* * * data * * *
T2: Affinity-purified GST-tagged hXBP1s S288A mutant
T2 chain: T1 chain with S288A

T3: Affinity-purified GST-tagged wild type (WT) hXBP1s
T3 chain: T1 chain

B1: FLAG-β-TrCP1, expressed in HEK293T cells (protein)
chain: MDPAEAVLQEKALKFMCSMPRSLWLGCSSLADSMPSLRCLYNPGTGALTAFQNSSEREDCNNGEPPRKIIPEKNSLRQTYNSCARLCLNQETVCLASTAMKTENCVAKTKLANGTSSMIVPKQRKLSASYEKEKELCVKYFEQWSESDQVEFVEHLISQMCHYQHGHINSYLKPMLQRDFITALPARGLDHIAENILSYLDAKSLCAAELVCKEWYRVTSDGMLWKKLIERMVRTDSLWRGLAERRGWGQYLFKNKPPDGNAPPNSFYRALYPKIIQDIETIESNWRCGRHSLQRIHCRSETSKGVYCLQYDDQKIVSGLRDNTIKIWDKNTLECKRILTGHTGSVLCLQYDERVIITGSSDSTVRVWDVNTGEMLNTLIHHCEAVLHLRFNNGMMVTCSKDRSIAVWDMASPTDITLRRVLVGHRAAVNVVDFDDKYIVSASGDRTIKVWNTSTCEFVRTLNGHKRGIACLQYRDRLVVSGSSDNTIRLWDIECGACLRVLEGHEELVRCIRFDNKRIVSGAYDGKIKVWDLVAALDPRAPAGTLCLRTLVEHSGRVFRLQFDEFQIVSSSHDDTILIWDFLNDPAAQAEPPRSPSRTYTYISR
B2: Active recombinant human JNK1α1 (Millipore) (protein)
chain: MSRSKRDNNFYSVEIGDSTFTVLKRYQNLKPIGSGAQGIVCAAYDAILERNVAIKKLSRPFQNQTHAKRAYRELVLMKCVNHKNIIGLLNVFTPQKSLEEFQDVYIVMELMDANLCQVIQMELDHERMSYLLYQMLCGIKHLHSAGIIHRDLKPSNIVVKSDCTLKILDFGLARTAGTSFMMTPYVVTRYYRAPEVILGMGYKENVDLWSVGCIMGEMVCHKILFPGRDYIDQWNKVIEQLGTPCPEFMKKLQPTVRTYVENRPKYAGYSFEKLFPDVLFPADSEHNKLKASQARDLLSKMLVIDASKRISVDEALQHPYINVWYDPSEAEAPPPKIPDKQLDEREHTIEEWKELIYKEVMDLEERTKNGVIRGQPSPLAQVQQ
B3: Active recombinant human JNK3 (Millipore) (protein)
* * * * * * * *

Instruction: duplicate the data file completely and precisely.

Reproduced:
T2: Affinity-purified GST-tagged hXBP1s S288A mutant
T2 chain: T1 chain with S288A

T3: Affinity-purified GST-tagged wild type (WT) hXBP1s
T3 chain: T1 chain

B1: FLAG-β-TrCP1, expressed in HEK293T cells (protein)
chain: MDPAEAVLQEKALKFMCSMPRSLWLGCSSLADSMPSLRCLYNPGTGALTAFQNSSEREDCNNGEPPRKIIPEKNSLRQTYNSCARLCLNQETVCLASTAMKTENCVAKTKLANGTSSMIVPKQRKLSASYEKEKELCVKYFEQWSESDQVEFVEHLISQMCHYQHGHINSYLKPMLQRDFITALPARGLDHIAENILSYLDAKSLCAAELVCKEWYRVTSDGMLWKKLIERMVRTDSLWRGLAERRGWGQYLFKNKPPDGNAPPNSFYRALYPKIIQDIETIESNWRCGRHSLQRIHCRSETSKGVYCLQYDDQKIVSGLRDNTIKIWDKNTLECKRILTGHTGSVLCLQYDERVIITGSSDSTVRVWDVNTGEMLNTLIHHCEAVLHLRFNNGMMVTCSKDRSIAVWDMASPTDITLRRVLVGHRAAVNVVDFDDKYIVSASGDRTIKVWNTSTCEFVRTLNGHKRGIACLQYRDRLVVSGSSDNTIRLWDIECGACLRVLEGHEELVRCIRFDNKRIVSGAYDGKIKVWDLVAALDPRAPAGTLCLRTLVEHSGRVFRLQFDEFQIVSSSHDDTILIWDFLNDPAAQAEPPRSPSRTYTYISR
B2: Active recombinant human JNK1α1 (Millipore) (protein)
chain: MSRSKRDNNFYSVEIGDSTFTVLKRYQNLKPIGSGAQGIVCAAYDAILERNVAIKKLSRPFQNQTHAKRAYRELVLMKCVNHKNIIGLLNVFTPQKSLEEFQDVYIVMELMDANLCQVIQMELDHERMSYLLYQMLCGIKHLHSAGIIHRDLKPSNIVVKSDCTLKILDFGLARTAGTSFMMTPYVVTRYYRAPEVILGMGYKENVDLWSVGCIMGEMVCHKILFPGRDYIDQWNKVIEQLGTPCPEFMKKLQPTVRTYVENRPKYAGYSFEKLFPDVLFPADSEHNKLKASQARDLLSKMLVIDASKRISVDEALQHPYINVWYDPSEAEAPPPKIPDKQLDEREHTIEEWKELIYKEVMDLEERTKNGVIRGQPSPLAQVQQ
B3: Active recombinant human JNK3 (Millipore) (protein)